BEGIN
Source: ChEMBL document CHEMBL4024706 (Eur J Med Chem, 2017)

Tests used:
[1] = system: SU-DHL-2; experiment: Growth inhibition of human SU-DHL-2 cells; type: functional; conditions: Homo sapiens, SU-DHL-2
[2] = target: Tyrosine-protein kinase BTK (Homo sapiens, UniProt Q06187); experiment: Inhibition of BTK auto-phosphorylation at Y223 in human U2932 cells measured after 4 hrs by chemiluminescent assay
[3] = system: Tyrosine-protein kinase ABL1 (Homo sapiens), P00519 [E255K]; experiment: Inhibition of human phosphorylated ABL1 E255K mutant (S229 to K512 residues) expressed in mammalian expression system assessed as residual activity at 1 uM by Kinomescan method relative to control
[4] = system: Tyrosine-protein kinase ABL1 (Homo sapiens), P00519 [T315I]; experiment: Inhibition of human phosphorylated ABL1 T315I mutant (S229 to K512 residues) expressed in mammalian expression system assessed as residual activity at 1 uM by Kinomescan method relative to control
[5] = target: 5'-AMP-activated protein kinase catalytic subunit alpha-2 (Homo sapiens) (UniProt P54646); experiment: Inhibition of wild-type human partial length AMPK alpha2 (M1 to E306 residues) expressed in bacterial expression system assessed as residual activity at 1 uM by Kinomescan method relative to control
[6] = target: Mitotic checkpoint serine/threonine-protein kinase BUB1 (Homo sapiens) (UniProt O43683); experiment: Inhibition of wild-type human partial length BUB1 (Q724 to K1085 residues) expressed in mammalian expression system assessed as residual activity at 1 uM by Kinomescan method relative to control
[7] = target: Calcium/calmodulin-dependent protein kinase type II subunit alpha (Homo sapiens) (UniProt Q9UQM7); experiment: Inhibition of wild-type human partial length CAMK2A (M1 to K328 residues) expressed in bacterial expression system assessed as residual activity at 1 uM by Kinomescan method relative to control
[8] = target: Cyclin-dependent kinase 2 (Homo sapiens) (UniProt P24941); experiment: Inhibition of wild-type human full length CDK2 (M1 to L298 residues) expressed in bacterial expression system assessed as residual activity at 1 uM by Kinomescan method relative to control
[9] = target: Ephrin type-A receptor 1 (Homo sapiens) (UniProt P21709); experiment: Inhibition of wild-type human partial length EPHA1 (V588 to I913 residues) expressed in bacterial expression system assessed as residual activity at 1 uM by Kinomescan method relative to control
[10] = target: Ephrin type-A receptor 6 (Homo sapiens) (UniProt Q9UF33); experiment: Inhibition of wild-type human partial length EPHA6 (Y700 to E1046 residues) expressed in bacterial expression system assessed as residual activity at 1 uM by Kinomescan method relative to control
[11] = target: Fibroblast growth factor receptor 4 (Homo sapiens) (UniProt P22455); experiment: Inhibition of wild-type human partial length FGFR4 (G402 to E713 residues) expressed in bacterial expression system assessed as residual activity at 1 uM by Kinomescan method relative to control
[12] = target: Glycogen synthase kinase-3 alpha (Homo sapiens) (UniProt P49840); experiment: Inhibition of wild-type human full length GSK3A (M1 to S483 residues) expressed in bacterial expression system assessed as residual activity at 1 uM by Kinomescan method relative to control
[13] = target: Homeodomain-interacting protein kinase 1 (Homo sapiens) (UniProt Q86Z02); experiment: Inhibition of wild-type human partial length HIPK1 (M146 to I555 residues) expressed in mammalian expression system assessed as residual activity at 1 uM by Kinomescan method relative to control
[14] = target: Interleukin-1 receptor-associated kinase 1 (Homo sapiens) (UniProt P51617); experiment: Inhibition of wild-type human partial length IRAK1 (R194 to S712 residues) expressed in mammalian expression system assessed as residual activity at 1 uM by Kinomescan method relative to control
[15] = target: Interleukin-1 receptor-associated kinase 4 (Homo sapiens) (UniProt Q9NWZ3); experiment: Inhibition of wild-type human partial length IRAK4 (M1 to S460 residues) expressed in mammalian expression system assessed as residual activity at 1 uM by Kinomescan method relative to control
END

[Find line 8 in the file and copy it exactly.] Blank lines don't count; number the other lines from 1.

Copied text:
[6] = target: Mitotic checkpoint serine/threonine-protein kinase BUB1 (Homo sapiens) (UniProt O43683); experiment: Inhibition of wild-type human partial length BUB1 (Q724 to K1085 residues) expressed in mammalian expression system assessed as residual activity at 1 uM by Kinomescan method relative to control